Keep Your Data Private: MIT Tech Review publishes Private Intelligent Assistant research


Whether human or digital, the sacrifice you make for having a personal assistant is privacy. Until now, that is. Researchers from the Department of Computer Science developed a digital assistant app that does not compromise privacy and answers the question, how can we provide personalized news recommendations without sharing sensitive data with the provider?

Digital personal assistants have the ability to gear the content of an app or service to your specific likes and dislikes, such as Google News. However, they need a lot of sensitive data about you to be effective. For the past year, assistant professors Aruna Balasubramanian and Niranjan Balasubramanian, former grad students Shashank Jain (Microsoft) and Vivek Tiwari (LinkedIn) to develop an app that can deliver personalized recommendations for news articles, without collecting and sending sensitive user data to a cloud service.

Dubbed PrIA (Private Intelligent Assistant), maintains your privacy by not using remote servers to organize a personal user profile, but instead does so locally on your smartphone and laptop. This ensures that personal information is kept private.

The research team conducted a ten day study of their application and found that Google News, which uses private user data and is a comparable cloud based service, was only 14% better at suggesting news articles to its users. According to Niranjan Balasubramanian, for privacy-minded users this may be a worthy trade-off. PrIA downloads stories from Google News, but does so without signing into a Google account or sending user’s information elsewhere.

“The important thing is, only your phone and your laptop have this information,” says Aruna Balasubramanian.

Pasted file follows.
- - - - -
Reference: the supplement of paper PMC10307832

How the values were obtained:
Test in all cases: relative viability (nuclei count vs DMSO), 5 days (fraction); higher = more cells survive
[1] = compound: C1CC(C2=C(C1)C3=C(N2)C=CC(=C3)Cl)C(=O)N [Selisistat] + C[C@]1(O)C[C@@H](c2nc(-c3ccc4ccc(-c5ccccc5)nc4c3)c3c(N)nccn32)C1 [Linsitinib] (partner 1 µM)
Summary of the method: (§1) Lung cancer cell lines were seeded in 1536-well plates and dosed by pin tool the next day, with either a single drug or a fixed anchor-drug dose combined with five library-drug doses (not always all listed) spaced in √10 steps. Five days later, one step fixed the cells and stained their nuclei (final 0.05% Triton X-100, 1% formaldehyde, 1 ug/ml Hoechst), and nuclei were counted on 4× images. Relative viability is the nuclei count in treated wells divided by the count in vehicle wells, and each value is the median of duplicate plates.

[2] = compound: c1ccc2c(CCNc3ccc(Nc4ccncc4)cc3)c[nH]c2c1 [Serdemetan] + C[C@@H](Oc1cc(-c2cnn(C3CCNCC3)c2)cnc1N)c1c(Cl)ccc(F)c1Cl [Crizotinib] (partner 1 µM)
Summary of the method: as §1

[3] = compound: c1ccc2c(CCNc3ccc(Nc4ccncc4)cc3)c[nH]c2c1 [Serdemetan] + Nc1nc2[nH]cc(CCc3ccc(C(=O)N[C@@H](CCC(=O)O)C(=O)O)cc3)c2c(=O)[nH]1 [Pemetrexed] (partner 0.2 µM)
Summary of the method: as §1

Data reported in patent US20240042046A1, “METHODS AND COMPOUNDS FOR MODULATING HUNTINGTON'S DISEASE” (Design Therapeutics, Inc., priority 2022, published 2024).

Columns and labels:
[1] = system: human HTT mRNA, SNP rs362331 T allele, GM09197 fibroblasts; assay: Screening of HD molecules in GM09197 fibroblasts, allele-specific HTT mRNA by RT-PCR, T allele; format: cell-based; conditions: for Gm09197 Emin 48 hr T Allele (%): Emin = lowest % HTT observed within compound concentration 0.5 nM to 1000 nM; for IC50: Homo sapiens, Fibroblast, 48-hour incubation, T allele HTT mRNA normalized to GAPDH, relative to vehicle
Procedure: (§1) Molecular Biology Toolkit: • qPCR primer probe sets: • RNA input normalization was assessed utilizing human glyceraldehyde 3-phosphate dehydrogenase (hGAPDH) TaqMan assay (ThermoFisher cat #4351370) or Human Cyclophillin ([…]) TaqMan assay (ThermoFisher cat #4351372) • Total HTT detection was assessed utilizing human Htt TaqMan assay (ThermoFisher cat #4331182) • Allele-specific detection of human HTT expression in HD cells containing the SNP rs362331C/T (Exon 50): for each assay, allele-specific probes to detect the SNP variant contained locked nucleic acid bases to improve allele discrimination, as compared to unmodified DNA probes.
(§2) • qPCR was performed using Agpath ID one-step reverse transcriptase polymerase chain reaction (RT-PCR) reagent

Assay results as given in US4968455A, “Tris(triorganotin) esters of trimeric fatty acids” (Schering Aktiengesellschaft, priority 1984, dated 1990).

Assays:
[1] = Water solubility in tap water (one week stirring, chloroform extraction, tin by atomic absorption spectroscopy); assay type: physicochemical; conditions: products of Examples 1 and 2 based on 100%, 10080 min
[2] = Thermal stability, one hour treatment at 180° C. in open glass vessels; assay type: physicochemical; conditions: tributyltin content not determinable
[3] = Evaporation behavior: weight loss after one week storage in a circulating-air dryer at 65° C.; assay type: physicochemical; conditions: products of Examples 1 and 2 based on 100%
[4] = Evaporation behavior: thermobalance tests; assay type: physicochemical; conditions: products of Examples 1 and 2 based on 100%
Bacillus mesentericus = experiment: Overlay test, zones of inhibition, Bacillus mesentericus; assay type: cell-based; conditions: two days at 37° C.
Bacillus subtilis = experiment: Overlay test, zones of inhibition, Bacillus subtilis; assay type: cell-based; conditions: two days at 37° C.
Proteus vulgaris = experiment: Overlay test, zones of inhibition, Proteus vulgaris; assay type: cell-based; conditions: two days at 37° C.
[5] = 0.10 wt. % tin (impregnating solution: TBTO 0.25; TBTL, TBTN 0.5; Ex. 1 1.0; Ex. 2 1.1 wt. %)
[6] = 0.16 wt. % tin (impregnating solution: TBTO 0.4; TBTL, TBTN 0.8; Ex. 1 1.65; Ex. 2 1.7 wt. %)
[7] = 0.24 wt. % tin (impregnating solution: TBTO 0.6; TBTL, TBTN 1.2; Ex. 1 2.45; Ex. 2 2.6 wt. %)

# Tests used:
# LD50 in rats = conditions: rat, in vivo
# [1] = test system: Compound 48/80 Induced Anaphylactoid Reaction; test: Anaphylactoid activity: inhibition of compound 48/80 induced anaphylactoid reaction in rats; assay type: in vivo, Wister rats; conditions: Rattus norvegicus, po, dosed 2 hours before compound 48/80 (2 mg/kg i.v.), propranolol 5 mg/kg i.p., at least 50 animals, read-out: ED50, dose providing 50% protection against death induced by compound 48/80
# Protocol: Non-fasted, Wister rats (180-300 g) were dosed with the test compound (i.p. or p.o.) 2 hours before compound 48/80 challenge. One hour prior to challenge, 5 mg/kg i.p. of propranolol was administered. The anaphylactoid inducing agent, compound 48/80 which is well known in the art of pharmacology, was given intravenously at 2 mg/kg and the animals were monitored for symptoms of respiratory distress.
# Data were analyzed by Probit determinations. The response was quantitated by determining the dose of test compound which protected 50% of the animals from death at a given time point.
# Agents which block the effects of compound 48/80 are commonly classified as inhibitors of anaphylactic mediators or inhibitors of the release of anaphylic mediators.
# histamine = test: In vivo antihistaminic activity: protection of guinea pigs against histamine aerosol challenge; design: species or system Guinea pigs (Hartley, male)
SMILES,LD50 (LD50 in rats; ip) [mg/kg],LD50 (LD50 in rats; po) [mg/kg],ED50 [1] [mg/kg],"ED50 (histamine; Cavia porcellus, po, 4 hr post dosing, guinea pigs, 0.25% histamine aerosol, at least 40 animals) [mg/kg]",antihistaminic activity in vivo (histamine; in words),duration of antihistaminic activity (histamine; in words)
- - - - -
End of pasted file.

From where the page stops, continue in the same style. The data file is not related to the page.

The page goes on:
Running on the user’s laptop, the implementation of PrIA consisted of these applications:

  1. Logger – This collected web browsing history and the user’s Twitter and Facebook feeds.
  2. Profile Builder – A user profile graph is built on the user’s laptop. Using the Stanford Named Entity tagger, 20 topics were chosen and added to the profile graph.
  3. PPR Recommendation - A recommendation algorithm downloads all headline articles from Google News. PrIA reviews the candidate articles and uses the recommendation article to push articles to the user’s smartphone.

An article about the application was recently published in the MIT Technology Review, one of the premier and most prestigious publications for tech research to be announced. The research paper, which was co-authored by Supriyo Chakaraborthy from IBM Research, was also presented at the 18th Annual International Workshop on Mobile Computing Systems and Applications in Sonoma, California.

About the CS Researchers


Aruna and Niranjan Balasubramanian are faculty in the Department of Computer Science within the College of Engineering and Applied Sciences at Stony Brook University. Aruna’s research takes place in her NetSYS Lab which focuses on networking and mobile computing systems. Niranjan, who is also affiliated with the Department of Biomedical Informatics and the Center of Excellence in Wireless & Information Technology (CEWIT), explores natural language processing and information retrieval. Both researchers earned their PhD from the University of Massachusetts, Amherst and joined Stony Brook in 2015.